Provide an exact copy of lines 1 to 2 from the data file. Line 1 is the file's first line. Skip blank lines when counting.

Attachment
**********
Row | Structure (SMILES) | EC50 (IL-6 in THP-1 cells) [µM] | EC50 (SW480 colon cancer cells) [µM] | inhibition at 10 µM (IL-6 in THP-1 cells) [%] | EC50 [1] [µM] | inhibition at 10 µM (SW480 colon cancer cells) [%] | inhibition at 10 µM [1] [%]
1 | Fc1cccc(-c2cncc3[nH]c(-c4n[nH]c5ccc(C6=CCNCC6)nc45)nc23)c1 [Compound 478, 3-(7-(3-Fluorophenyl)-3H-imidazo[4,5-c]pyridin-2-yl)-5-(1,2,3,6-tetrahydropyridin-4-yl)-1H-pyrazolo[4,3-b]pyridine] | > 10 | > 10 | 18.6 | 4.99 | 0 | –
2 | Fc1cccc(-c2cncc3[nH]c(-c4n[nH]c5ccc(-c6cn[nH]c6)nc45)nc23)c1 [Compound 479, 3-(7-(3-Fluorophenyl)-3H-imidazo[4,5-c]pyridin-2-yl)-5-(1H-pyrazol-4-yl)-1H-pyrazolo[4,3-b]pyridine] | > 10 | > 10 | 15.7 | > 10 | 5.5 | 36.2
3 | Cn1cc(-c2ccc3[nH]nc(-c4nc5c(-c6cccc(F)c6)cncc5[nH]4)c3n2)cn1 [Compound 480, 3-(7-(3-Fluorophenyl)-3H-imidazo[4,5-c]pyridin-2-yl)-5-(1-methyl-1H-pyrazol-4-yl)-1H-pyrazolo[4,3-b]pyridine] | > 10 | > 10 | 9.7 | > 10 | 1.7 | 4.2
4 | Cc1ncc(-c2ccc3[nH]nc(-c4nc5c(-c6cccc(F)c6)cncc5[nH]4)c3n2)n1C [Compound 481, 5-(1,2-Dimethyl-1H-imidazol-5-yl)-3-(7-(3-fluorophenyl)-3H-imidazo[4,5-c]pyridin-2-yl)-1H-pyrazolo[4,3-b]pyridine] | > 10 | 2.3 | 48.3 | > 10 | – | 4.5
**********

Row | Structure (SMILES) | EC50 (IL-6 in THP-1 cells) [µM] | EC50 (SW480 colon cancer cells) [µM] | inhibition at 10 µM (IL-6 in THP-1 cells) [%] | EC50 [1] [µM] | inhibition at 10 µM (SW480 colon cancer cells) [%] | inhibition at 10 µM [1] [%]
1 | Fc1cccc(-c2cncc3[nH]c(-c4n[nH]c5ccc(C6=CCNCC6)nc45)nc23)c1 [Compound 478, 3-(7-(3-Fluorophenyl)-3H-imidazo[4,5-c]pyridin-2-yl)-5-(1,2,3,6-tetrahydropyridin-4-yl)-1H-pyrazolo[4,3-b]pyridine] | > 10 | > 10 | 18.6 | 4.99 | 0 | –